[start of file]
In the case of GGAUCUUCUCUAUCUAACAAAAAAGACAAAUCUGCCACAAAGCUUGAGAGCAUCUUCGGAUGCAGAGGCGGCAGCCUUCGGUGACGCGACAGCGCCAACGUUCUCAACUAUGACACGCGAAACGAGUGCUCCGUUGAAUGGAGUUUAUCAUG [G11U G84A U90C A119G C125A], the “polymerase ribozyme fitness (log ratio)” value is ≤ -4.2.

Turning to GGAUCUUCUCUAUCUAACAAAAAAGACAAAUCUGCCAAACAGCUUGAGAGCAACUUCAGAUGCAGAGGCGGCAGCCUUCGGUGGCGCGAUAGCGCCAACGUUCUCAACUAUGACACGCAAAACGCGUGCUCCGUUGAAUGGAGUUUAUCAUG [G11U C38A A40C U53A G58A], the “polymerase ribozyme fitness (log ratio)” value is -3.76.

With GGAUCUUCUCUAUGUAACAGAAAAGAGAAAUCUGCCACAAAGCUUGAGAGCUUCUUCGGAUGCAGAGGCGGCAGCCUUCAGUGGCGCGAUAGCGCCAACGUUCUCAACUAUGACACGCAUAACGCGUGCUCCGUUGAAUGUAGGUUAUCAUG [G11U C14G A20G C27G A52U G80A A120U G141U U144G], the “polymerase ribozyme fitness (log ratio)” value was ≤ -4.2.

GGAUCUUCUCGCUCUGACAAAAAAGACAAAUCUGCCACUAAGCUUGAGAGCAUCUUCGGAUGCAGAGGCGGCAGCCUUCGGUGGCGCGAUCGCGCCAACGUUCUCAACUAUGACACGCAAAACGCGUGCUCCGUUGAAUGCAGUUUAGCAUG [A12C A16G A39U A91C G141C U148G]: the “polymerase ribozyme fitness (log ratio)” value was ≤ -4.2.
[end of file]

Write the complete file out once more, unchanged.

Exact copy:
In the case of GGAUCUUCUCUAUCUAACAAAAAAGACAAAUCUGCCACAAAGCUUGAGAGCAUCUUCGGAUGCAGAGGCGGCAGCCUUCGGUGACGCGACAGCGCCAACGUUCUCAACUAUGACACGCGAAACGAGUGCUCCGUUGAAUGGAGUUUAUCAUG [G11U G84A U90C A119G C125A], the “polymerase ribozyme fitness (log ratio)” value is ≤ -4.2.

Turning to GGAUCUUCUCUAUCUAACAAAAAAGACAAAUCUGCCAAACAGCUUGAGAGCAACUUCAGAUGCAGAGGCGGCAGCCUUCGGUGGCGCGAUAGCGCCAACGUUCUCAACUAUGACACGCAAAACGCGUGCUCCGUUGAAUGGAGUUUAUCAUG [G11U C38A A40C U53A G58A], the “polymerase ribozyme fitness (log ratio)” value is -3.76.

With GGAUCUUCUCUAUGUAACAGAAAAGAGAAAUCUGCCACAAAGCUUGAGAGCUUCUUCGGAUGCAGAGGCGGCAGCCUUCAGUGGCGCGAUAGCGCCAACGUUCUCAACUAUGACACGCAUAACGCGUGCUCCGUUGAAUGUAGGUUAUCAUG [G11U C14G A20G C27G A52U G80A A120U G141U U144G], the “polymerase ribozyme fitness (log ratio)” value was ≤ -4.2.

GGAUCUUCUCGCUCUGACAAAAAAGACAAAUCUGCCACUAAGCUUGAGAGCAUCUUCGGAUGCAGAGGCGGCAGCCUUCGGUGGCGCGAUCGCGCCAACGUUCUCAACUAUGACACGCAAAACGCGUGCUCCGUUGAAUGCAGUUUAGCAUG [A12C A16G A39U A91C G141C U148G]: the “polymerase ribozyme fitness (log ratio)” value was ≤ -4.2.